Livestock Market Monitor

A Newsletter for Extension Staff
Livestock Marketing Information Center
State Extension Services in Cooperation with the USDA

Market Indicators . . .                                       July 10, 2020


Kansas State University’s Focus on Feedlots updated feedlot performance data for steers and heifers through May of this year. In the data set the year-to-date average final steer weight through May this year was 1,432 pounds, 4.5% or 61.4 pounds above last year. A similar trend occurred in year-to-date average heifer final weights which were 4.1% (51.4 pounds) higher to 1,296 pounds. Interestingly, average days on feed for both steers and heifers through May has averaged 182.8 and 175.8 days, respectively which are up 0.1% and down 1.7%. Average days on feed for steers jumped 13 days to 203 which is the highest recorded for May and a single month in the data series.

Average daily gains for both steers and heifers have been tracking above the same time last year with year-to-date averages of 3.6 pounds per day and 3.2 pounds per day, respectively, each 8.0% and 6.8% higher. Average daily gains have been improving as the average cost of gain for steers and heifers has been declining. In May, the average cost of gain for steers was $83.90 per cwt., down 1.8% while heifers have declined 2.3% to $88.40 per cwt compared to last year.

The higher than normal final weights in the KSU feedlot data is also occurring in national weekly live slaughter weights. Typically, weights trend lower going into the summer months then rise over the fall time frame. This year weights have taken a counter-seasonal move and remained elevated through the summer months. Year-to-date, weekly Federally Inspected live weights have averaged 1,371 pounds compared to 1,337 for the same time last year, a 34 pound or 2.5% increase. As the cattle sector is rebounding from the COVID-19 disruptions and working through the backlog of market ready cattle, slaughter weights are expected to remain elevated.


This year, more carcasses are grading prime, but the pinch in the supply chain has raised all carcass grade premiums to reflect the tighter supply of beef.  June’s weekly average of National steer and heifer carcasses grading prime was 10.62% compared to 7.04% last year. This year has not had a single week where the national percentage of Prime has dipped below 9%. Over the 26 weeks of data, the average has been over 10%, compared to 2019’s 8.55%. The large increase in available Prime and the lack of traffic through white table cloth restaurants has greatly effected the premium of Prime product relative to other grades.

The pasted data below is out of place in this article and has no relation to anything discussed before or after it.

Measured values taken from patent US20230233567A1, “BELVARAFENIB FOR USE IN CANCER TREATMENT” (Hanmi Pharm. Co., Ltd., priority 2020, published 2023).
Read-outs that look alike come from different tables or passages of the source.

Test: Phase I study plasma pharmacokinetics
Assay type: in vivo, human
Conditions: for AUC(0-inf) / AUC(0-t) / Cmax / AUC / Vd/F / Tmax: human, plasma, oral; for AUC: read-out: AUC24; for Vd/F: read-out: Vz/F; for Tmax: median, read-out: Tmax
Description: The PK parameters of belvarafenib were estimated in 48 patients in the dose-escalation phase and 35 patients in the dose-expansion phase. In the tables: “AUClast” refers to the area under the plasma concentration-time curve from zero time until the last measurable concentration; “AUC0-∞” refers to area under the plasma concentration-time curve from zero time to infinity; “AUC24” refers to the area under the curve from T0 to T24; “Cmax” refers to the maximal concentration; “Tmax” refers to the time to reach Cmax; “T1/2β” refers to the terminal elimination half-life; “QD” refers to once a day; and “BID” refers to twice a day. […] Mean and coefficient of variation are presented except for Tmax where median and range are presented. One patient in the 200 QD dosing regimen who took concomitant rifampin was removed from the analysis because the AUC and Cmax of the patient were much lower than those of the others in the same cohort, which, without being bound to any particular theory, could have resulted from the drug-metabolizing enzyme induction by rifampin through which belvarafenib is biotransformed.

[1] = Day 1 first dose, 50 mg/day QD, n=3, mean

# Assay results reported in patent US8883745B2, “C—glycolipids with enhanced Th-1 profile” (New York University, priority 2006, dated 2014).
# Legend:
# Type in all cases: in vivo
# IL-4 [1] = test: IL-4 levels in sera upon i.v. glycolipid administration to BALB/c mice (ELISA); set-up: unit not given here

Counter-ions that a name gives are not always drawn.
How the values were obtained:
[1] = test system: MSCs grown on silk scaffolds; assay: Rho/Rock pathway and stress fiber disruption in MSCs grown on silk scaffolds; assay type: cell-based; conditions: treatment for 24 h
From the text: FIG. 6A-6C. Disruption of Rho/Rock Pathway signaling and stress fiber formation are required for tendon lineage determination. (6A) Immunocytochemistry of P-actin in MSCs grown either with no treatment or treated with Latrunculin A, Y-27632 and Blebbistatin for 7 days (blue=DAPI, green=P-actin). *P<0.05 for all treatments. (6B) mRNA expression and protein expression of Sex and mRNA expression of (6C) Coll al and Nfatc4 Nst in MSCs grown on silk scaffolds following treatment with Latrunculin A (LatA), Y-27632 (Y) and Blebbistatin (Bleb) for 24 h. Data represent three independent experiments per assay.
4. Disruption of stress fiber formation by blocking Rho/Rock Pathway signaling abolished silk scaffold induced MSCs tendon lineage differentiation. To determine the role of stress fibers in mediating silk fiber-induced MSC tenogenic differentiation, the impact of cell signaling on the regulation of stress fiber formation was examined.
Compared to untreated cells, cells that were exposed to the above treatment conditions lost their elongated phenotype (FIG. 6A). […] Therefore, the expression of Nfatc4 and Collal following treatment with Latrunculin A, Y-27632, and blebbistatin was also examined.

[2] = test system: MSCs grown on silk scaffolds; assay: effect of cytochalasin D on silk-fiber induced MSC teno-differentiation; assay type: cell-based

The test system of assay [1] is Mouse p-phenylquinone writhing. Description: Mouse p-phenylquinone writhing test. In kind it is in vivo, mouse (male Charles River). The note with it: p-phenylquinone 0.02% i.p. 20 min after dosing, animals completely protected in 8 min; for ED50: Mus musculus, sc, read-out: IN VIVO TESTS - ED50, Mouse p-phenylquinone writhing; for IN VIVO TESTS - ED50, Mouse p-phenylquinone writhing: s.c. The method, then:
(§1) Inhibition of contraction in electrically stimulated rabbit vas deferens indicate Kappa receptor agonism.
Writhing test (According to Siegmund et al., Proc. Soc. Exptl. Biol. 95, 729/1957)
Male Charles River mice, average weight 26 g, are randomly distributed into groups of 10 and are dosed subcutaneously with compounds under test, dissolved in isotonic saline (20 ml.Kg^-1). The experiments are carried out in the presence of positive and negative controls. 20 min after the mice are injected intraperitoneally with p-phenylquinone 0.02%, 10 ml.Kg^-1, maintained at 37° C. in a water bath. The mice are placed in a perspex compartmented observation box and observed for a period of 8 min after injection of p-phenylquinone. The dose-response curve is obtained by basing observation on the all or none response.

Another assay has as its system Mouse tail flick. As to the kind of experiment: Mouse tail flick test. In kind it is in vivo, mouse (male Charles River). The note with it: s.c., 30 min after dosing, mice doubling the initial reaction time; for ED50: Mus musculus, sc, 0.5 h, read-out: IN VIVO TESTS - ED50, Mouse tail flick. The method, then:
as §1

Rib and loin primal values are where Prime graded beef receives the most value. For June, the premium for Prime loin values is 2% above last year.  Branded, Choice, Select premiums soared 20% higher or more, and are outpacing last year by more than $60 per cwt each.  Rib values show a similar trend. Prime rib value premiums are about $10 larger this June, compared to 2019.  Branded premiums are 17% higher or $63 per cwt.  Choice premiums are 19% greater, or $67 per cwt higher, and Select is 21% larger or $66 per cwt above last year.

The monthly average spread between Prime and Branded cutout values has fallen to the lowest value in this dataset, back to 2003, showing only a $1.10 per cwt spread in May.  June rose to $2.83 per cwt, still below the last record of $3.60 back in March 2018. Similarly, the price spread between Choice and Prime has narrowed as well falling to $7.25 per cwt in June, the lowest on record.

Prime cuts historically have been reserved for white table cloth restaurants, and are still a feature at those establishments.  In more recent years several large retailers have also been offering extended Prime offerings with some success.  However, the extreme retail focus that has been caused by the pandemic, and the reluctance of consumers to spend money on luxury cuts could provide a significant headwind to move the larger volume of Prime off the market and may limit the Prime premium’s separation from other grades.


The LMIC tracks the six Harmonized Tariff Codes (HTS) for dairy products grouped as Milk and Cream neither Concentrated or Sweetened; Milk and Cream Concentrated nor Sweetened; Buttermilk, Cream Yogurt, etc; Whey, Natural Milk Products, NES; Butter and Other Fats and Oils Derived From Milk; and Cheese and Curd.  May import and export quantites were up and down across the six categories.  The most dramatic changes occurred in the fluid milk category. Milk and Cream neither Concentrated nor Sweetened exports were down 7% in May compared to a year ago, and imports more than doubled last year’s figure.  Mexico and Canada were the primary drivers of U.S. import increases. Mexico shipped 70% more product by volume in this category, while Canada shipped 138% more or 1.6 million liters more than last year in May.

Other import categories that increased year-over-year were Buttermilk, Cream, Yogurt, etc, and Butter and Other Fats and Oils Derived from milk.  Those were up 23% and 8% respectively.  Imports of concentrated milk and cream were down 12% while Whey and Natural milk products and Cheese and Curd categories declined more than 20% each. Changes compared to a year ago for exports saw an increase in concentrated/sweetened milk products, up 25%; Whey and Natural products, up 17% and Cheese and Curds, up 7%.  Exports of buttermilk, cream, yogurt, etc, were down 33%, and Butter and Other Fats Derived from milk were down 7% compared to May 2019.

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